Original Research

Knowing, believing, living in Africa: A practical theology perspective of the past, present and future

Gordon E. Dames
HTS Teologiese Studies / Theological Studies | Vol 69, No 1 | a1260 | DOI: https://doi.org/10.4102/hts.v69i1.1260 | © 2013 Gordon E. Dames | This work is licensed under CC Attribution 4.0
Submitted: 04 May 2012 | Published: 12 February 2013

About the author(s)

Gordon E. Dames, Department of Philosophy, Practical and Systematic Theology, University of South Africa, South Africa


The new democratic era in South Africa brought Western cultural influences forcefully into public and private living domains. This dichotomy deformed African cultures in many ways (Bujo & Muya). Local communities were previously ‘public people’ living and worshipping in transformative hermeneutical communities. This scenario has changed and local communities are steadily being driven into private spaces. The task of practical theology is to question what the undergirding epistemology and beliefs for this shift are and to reinterpret it in the light of the gospel. The impact of Western culture on African traditional villages is telling in so far as traditional African values and practices are being lost at the expense of Western ideology, technology, media, et cetera (Bujo & Muya). We argue that the former dominant monodisciplinary approach of practical theology contributed to a growing private individualist worldview. Practical theology has since developed into an interdisciplinary approach. This newfound reciprocity in the social sciences led to constructive change in church and society (Dingemans). Practical theology in Africa has to deal with an individualised, pluralistic world and tendencies of discontinuity, uncertainty, violence and destruction. In South Africa, practical theology is called upon to redress the dichotomies and defaults of Western and African cultures, respectively.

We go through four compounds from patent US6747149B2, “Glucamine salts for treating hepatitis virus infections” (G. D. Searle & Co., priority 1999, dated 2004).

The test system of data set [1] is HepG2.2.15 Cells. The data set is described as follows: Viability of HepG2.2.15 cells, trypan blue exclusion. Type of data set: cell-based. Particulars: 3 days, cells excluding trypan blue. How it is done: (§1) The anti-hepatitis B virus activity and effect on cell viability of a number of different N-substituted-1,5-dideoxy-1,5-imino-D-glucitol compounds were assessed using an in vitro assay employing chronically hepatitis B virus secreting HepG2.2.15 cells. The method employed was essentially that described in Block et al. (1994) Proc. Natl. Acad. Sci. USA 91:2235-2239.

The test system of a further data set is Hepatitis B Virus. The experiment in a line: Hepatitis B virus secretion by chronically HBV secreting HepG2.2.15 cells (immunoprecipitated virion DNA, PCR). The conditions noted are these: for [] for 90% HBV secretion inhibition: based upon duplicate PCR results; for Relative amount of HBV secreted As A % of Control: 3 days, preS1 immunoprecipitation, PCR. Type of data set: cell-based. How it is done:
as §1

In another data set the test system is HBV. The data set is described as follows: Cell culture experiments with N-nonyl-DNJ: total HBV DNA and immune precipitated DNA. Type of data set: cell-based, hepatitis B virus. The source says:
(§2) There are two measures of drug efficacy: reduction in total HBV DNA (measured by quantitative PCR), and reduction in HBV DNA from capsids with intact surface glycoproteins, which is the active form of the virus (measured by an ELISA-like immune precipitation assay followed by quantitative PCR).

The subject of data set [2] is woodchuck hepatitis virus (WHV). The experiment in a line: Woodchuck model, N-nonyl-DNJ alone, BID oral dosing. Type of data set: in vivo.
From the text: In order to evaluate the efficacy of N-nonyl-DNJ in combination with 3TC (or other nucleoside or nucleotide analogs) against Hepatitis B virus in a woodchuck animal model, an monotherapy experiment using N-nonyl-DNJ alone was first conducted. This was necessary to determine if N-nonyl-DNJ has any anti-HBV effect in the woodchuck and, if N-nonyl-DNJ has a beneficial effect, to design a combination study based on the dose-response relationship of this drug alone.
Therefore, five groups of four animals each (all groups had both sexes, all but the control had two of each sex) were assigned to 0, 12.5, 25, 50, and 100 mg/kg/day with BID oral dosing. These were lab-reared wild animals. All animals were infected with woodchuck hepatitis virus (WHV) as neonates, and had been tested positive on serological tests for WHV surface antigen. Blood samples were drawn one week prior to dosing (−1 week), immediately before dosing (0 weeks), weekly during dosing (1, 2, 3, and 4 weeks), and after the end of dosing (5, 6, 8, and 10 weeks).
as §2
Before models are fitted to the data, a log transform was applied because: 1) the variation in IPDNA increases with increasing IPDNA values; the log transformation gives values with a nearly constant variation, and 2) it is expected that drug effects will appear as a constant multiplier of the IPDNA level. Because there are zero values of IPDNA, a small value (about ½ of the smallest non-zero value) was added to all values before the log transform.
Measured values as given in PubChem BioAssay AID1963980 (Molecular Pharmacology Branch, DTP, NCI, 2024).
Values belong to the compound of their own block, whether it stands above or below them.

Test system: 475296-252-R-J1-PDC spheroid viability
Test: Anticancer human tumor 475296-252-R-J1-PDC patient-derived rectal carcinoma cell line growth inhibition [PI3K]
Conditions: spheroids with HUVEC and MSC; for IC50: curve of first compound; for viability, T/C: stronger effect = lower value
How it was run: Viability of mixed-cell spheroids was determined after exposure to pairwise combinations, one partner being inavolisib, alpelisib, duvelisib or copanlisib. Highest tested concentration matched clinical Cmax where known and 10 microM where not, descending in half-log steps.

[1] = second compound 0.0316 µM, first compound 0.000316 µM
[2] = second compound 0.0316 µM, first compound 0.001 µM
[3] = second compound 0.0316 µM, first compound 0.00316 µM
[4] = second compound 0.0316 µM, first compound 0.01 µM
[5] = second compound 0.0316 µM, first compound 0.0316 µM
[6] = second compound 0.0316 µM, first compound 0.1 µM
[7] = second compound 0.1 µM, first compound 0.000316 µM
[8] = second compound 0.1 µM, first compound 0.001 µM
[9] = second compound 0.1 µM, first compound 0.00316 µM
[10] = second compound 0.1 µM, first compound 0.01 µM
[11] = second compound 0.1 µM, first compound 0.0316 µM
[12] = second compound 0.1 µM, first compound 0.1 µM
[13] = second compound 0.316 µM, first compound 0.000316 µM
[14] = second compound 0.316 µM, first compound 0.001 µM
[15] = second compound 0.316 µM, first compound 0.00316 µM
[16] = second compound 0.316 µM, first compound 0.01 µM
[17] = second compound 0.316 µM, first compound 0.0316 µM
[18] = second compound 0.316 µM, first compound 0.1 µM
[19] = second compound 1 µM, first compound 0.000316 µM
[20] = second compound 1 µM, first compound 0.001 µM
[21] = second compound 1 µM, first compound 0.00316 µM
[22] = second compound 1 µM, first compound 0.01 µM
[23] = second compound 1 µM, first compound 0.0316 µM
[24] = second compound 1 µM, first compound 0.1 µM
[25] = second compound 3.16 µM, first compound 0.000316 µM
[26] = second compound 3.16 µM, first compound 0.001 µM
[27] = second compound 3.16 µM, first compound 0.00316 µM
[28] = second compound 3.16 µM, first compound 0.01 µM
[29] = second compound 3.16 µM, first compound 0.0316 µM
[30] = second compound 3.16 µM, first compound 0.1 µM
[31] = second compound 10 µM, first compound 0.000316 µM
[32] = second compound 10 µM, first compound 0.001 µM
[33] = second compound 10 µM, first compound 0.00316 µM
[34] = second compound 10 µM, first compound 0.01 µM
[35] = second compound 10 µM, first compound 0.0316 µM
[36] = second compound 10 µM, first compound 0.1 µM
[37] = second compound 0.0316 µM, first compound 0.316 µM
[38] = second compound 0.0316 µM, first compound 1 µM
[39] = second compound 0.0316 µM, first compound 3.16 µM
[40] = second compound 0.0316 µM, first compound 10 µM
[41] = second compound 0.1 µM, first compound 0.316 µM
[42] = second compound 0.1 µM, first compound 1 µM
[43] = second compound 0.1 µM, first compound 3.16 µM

transversal rationality; transformation; transactional cultural change; gospel and culture; public missional hermeneutical community


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